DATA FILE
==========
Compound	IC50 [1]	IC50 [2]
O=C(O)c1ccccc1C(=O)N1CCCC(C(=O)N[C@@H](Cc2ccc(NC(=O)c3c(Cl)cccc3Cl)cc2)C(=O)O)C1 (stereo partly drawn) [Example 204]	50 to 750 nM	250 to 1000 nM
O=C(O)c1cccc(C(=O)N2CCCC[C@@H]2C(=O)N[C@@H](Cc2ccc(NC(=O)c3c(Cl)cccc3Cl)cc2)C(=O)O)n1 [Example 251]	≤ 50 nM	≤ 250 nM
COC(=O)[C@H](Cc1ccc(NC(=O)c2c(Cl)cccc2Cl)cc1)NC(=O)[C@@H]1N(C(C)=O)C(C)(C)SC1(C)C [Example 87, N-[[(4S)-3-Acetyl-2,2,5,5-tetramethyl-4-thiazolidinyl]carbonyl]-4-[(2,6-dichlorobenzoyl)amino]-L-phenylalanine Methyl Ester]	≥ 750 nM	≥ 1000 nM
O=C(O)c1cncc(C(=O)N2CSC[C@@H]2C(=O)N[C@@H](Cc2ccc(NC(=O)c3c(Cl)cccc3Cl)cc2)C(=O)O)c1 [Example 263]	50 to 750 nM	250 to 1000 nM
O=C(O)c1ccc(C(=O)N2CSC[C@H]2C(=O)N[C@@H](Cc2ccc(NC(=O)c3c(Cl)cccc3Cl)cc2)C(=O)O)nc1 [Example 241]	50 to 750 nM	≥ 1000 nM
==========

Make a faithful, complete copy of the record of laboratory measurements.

Compound	IC50 [1]	IC50 [2]
O=C(O)c1ccccc1C(=O)N1CCCC(C(=O)N[C@@H](Cc2ccc(NC(=O)c3c(Cl)cccc3Cl)cc2)C(=O)O)C1 (stereo partly drawn) [Example 204]	50 to 750 nM	250 to 1000 nM
O=C(O)c1cccc(C(=O)N2CCCC[C@@H]2C(=O)N[C@@H](Cc2ccc(NC(=O)c3c(Cl)cccc3Cl)cc2)C(=O)O)n1 [Example 251]	≤ 50 nM	≤ 250 nM
COC(=O)[C@H](Cc1ccc(NC(=O)c2c(Cl)cccc2Cl)cc1)NC(=O)[C@@H]1N(C(C)=O)C(C)(C)SC1(C)C [Example 87, N-[[(4S)-3-Acetyl-2,2,5,5-tetramethyl-4-thiazolidinyl]carbonyl]-4-[(2,6-dichlorobenzoyl)amino]-L-phenylalanine Methyl Ester]	≥ 750 nM	≥ 1000 nM
O=C(O)c1cncc(C(=O)N2CSC[C@@H]2C(=O)N[C@@H](Cc2ccc(NC(=O)c3c(Cl)cccc3Cl)cc2)C(=O)O)c1 [Example 263]	50 to 750 nM	250 to 1000 nM
O=C(O)c1ccc(C(=O)N2CSC[C@H]2C(=O)N[C@@H](Cc2ccc(NC(=O)c3c(Cl)cccc3Cl)cc2)C(=O)O)nc1 [Example 241]	50 to 750 nM	≥ 1000 nM